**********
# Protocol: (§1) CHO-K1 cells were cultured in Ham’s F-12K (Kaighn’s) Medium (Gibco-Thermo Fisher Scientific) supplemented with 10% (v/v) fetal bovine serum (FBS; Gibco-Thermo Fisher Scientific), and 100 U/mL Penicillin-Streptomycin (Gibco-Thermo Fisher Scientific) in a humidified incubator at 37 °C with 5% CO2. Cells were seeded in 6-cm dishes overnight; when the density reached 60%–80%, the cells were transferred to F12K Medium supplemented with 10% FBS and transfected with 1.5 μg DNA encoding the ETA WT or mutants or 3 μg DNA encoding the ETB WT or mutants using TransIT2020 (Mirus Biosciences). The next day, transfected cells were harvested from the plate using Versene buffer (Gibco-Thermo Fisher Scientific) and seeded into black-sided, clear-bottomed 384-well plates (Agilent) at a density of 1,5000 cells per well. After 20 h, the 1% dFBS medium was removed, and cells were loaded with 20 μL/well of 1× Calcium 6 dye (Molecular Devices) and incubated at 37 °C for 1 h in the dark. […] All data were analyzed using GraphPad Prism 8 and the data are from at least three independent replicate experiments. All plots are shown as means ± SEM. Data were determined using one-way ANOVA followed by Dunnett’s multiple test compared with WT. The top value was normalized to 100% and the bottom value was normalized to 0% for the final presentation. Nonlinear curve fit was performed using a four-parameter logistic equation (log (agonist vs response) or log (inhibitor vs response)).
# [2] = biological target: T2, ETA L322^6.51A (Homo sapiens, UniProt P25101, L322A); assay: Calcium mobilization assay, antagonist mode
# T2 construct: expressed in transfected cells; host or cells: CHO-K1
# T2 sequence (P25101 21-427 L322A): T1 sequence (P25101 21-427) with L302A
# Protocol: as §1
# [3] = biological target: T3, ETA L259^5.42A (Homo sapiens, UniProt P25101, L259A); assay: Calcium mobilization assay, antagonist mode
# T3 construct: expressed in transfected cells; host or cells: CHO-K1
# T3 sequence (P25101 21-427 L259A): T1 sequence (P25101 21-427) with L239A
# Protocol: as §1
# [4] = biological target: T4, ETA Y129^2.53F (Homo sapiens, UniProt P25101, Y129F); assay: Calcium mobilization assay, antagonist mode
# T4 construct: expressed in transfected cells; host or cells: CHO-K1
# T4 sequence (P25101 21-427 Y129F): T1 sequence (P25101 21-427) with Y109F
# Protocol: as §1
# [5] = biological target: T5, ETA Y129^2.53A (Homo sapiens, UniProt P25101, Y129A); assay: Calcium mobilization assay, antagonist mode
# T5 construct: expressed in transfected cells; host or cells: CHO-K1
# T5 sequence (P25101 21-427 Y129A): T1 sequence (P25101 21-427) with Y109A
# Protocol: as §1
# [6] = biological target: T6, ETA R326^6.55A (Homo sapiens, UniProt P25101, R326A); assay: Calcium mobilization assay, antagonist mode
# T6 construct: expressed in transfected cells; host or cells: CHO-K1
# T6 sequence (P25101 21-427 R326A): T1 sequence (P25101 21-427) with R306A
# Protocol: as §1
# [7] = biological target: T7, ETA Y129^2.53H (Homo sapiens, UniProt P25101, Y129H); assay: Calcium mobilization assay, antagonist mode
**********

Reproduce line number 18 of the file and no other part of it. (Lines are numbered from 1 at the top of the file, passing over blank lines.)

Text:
# [6] = biological target: T6, ETA R326^6.55A (Homo sapiens, UniProt P25101, R326A); assay: Calcium mobilization assay, antagonist mode